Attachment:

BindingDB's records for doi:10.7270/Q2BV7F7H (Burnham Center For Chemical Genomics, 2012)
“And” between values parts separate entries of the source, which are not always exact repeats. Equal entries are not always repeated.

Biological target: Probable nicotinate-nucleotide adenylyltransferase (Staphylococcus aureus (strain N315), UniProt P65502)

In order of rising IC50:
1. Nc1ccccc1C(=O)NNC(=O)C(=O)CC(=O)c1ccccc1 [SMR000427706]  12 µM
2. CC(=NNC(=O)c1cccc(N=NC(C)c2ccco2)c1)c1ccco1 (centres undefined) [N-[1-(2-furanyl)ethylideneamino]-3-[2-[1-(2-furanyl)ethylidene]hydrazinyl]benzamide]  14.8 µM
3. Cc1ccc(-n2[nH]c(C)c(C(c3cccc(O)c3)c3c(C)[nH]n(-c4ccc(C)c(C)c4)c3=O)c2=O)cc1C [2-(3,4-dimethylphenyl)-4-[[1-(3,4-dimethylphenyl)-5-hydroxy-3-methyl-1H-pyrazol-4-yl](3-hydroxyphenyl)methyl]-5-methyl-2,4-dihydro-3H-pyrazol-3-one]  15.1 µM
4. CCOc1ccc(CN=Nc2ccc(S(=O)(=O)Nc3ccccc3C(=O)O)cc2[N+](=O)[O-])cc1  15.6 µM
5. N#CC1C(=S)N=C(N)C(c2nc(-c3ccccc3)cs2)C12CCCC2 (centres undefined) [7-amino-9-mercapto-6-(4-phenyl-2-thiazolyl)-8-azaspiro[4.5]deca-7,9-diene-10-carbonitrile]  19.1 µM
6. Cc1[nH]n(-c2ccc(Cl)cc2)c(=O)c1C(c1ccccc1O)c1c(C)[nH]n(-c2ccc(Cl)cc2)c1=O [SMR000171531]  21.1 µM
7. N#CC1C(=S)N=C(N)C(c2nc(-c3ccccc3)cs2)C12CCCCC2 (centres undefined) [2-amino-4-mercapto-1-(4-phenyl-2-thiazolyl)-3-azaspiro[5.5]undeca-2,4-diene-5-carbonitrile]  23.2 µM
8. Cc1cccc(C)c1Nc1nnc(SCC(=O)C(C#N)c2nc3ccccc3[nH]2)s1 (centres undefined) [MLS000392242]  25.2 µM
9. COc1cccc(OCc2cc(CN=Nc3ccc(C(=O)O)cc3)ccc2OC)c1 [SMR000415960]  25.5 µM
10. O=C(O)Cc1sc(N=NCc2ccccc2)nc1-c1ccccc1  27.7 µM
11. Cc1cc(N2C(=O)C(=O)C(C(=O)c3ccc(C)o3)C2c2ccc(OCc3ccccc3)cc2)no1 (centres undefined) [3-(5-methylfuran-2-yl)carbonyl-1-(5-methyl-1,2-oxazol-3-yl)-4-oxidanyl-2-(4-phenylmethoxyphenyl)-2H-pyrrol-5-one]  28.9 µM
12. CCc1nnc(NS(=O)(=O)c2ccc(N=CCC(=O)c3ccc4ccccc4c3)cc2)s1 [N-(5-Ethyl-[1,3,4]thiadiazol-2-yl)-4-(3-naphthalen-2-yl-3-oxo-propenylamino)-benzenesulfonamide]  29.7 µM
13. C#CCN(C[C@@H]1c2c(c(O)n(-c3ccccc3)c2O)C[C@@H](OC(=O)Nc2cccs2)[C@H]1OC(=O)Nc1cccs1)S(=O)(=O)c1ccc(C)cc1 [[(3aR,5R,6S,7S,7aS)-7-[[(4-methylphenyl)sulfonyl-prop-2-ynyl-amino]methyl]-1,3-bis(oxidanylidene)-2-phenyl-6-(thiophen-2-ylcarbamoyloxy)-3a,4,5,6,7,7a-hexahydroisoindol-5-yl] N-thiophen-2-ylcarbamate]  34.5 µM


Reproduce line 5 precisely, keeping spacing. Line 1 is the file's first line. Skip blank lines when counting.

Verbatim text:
1. Nc1ccccc1C(=O)NNC(=O)C(=O)CC(=O)c1ccccc1 [SMR000427706]  12 µM